Money is less of a dirty word these days – making more ethical choices with spending and investing is something we’re getting used to. Once seen as a bit of a niche interest, ‘good money’ has become an idea that’s hard to ignore. It’s also much easier than it used to be to do your bit – even if you don’t have much to spare (like most of us), you can help others and feel better about yourself without breaking the bank, nor a sweat.
Ethical and green investments are becoming a big deal, with even major investors turning from fossil fuels to renewables. But what can you do with the few quid you’ve got burning a hole in the pocket of your organic textile trousers? Here’s some ideas.
Invest on the bright side
‘Positive investment’ or online ethical share platforms like Ethex help you put money into community, housing, renewable energy, and even delicious, life-giving coffee. Positive investment means investing directly in fair trade and organic food and the like, while ethical investing is more to do with ruling out the kinds of businesses you’d rather not support. It’s all good.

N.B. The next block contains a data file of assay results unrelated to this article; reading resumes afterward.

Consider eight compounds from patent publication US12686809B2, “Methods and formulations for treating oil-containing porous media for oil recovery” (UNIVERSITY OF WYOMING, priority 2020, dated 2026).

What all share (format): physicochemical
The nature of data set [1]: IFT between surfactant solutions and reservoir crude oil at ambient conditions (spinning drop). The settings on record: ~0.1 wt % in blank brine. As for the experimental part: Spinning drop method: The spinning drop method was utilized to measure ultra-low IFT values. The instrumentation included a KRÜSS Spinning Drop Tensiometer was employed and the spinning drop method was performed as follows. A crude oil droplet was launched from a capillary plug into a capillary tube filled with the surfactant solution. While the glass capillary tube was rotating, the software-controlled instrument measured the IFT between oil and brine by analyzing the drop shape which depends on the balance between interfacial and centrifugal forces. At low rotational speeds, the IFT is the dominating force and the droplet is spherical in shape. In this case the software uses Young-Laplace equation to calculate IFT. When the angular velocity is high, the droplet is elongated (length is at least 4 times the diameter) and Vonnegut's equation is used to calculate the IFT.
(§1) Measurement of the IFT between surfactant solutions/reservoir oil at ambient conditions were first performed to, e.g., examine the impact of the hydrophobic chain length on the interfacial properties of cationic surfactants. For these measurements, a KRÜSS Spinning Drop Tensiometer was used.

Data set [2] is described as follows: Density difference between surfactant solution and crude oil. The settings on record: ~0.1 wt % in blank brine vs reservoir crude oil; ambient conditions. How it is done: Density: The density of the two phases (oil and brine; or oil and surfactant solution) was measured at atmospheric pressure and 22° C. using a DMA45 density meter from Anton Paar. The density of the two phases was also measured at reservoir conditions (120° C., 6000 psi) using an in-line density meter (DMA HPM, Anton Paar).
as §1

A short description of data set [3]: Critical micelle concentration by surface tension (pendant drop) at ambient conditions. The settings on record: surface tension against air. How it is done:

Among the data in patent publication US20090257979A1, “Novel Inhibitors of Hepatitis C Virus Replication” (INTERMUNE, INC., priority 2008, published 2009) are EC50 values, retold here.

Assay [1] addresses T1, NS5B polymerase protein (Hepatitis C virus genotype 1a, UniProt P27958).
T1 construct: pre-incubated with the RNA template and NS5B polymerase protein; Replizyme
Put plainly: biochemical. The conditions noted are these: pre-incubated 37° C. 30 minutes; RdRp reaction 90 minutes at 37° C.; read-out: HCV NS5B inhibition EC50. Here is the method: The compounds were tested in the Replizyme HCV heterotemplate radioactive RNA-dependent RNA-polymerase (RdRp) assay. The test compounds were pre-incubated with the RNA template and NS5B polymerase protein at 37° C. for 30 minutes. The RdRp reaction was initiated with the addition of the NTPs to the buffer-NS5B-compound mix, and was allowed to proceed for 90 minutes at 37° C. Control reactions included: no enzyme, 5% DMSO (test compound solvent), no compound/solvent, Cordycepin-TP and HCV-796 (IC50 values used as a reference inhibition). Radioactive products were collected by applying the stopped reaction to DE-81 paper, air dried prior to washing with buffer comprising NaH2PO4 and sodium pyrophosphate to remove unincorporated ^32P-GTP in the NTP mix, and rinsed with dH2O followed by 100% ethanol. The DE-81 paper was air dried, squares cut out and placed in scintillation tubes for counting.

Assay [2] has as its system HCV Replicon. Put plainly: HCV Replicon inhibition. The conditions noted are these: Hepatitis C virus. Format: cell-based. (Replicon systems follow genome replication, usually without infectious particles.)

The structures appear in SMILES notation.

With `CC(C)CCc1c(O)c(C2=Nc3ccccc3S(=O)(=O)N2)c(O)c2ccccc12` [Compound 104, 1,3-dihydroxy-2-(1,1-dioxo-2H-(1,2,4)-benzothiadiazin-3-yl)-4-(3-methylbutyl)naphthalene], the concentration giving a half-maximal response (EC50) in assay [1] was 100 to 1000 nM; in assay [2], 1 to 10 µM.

Charity begins with bonds
Similarly, platforms like Retail Charity Bonds give investors the chance to put something into projects that create social benefit, helping charities get finance to do more good. Charity bonds let investors share their interest with the charity of their choice.
Lend a little help
Microfinance schemes like Lend With Care are based on the idea of loans rather than donations to help people innovate their way out of poverty – think “teach a man to fish and also lend him the cash for a decent rod”.
It’s always worth comparing finance providers on their ethics before you choose who to go with for a current account or credit card. More providers are setting out their stall for ethical interests, promising to lend to and invest in organisations that benefit others.
Be fashionable with a conscience
To reward yourself for thinking globally, you might want to do a little sustainable clothes shopping. There are so many ethical fashion brands around now, like the UK-based People Tree, it’s easy to cover yourself in ethical glory. You might have to pay a little more, but it might be worth it for the warm glow of knowing you’ve done a little good. You can keep on greening up your shopping with a little effort – try Green Choices to guide you. The Lost Lanes is worth a look too, with its claim to be “the UK’s largest ethical marketplace”.